The second question in this section strongly taught me "never to assume." I felt that, without exception, the officers would have talked about the satisfaction of the role. Many did, but others rather shocked me by talking about "survival with the least amount of damage" being the only achievable result. Another officer stated that it was "part of the job" - in other words just one of the many functions undertaken by a police officer.

In many ways this is a laudable sentiment. Police officers are subjected daily to the most horrendous excesses of human violence and nature. Somewhere they have to have a safety valve.


The Questions

I was also keen to find out how stressful the role is.

My Assumptions

Most police work is stressful in some way, but I assumed that the function of a Family Liaison Officer would be even more stressful as the officers would be dealing with the effects of grief over relatively long periods of time.

The Research

(Mason 1997) bears out my thoughts on stress:

Without support and their needs being met, officers are exposed to a working environment which is capable of having a damaging emotional impact upon them.

This was also borne out by my research in which one Family Liaison Officers referred to it as:

The most difficult and emotionally demanding task I have ever undertaken.

Another stated that he/she found it very demanding with pressure both from the family and the police force:

I found it very stressful. You work long hours and are with a family demanding answers to questions you can't always answer. The other side is the Senior Investigating Officer who is also demanding answers.

One respondent admitted that it had badly affected his/her home life:

I was a single parent with two daughters at home. I was working from 6 a.m to 1 a.m for many days and had to attempt to sort children out or find someone to do it. I also had difficulty getting to the bank to pay bills etc. These types of problem build on an already stressful situation.

My Assumptions Challenged?

My assumptions on the stress levels seem to be borne out with some of the comments suggesting that the role can be all consuming, taking over an entire life and creating personal problems of quite a high magnitude.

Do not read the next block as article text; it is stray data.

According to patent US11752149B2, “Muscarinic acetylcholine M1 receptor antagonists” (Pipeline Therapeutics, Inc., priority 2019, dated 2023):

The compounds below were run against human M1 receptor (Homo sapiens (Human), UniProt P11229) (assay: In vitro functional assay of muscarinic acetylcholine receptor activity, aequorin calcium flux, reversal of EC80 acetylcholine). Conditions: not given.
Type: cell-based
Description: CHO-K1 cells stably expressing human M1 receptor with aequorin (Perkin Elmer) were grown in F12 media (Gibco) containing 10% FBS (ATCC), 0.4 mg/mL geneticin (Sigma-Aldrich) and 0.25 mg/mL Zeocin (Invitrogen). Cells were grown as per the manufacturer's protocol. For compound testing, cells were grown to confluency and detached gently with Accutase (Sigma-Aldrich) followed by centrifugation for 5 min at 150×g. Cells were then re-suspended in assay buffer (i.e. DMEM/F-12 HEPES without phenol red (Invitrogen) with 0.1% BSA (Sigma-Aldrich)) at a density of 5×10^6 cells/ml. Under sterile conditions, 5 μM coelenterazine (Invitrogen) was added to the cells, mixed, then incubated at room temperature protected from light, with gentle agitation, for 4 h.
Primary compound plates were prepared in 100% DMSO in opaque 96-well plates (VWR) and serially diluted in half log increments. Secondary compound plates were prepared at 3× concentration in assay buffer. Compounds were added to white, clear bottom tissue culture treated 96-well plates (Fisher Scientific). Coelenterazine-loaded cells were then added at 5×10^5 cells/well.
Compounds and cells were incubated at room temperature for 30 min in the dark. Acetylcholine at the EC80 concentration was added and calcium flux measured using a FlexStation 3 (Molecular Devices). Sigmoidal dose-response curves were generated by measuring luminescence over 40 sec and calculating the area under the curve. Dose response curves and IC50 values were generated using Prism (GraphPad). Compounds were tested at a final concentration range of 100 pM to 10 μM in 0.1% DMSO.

This is something I feel that Norfolk Constabulary and the police service in general must be aware of. It is no good having officers giving support to the bereaved if this creates problems for them because of the length of day they are expected to work and the personal difficulties it brings to them.


The Questions

Finally I wanted to find out how receptive families have been to the officers and how long the officers themselves felt the personal support should go on.

My Assumptions

Having spoken to families prior to my research I knew how valued the role of Family Liaison Officer is. I had no assumptions on the length of time officers felt personal support should go on - believing that this would vary according to the need of each individual family and also the amount of time the officers had for the role.

The Research

As I have already said the first part of the section was undertaken in the light of the positive comments made to me in the past by the families themselves. These comments have been spontaneous and not provoked by my own comments or questions.

The Family Liaison Officer were in agreement about how well they have been received whilst remaining wary that this could change at any time and the relationship between themselves and the family could be very fragile.

I have been received very well after initial difficulties (FLO).

Another FLO was very aware of the precarious balance which existed.

To date I have been very well received although I am aware that things could change as circumstances develop. There have been some difficult moments but we have managed to recover from them.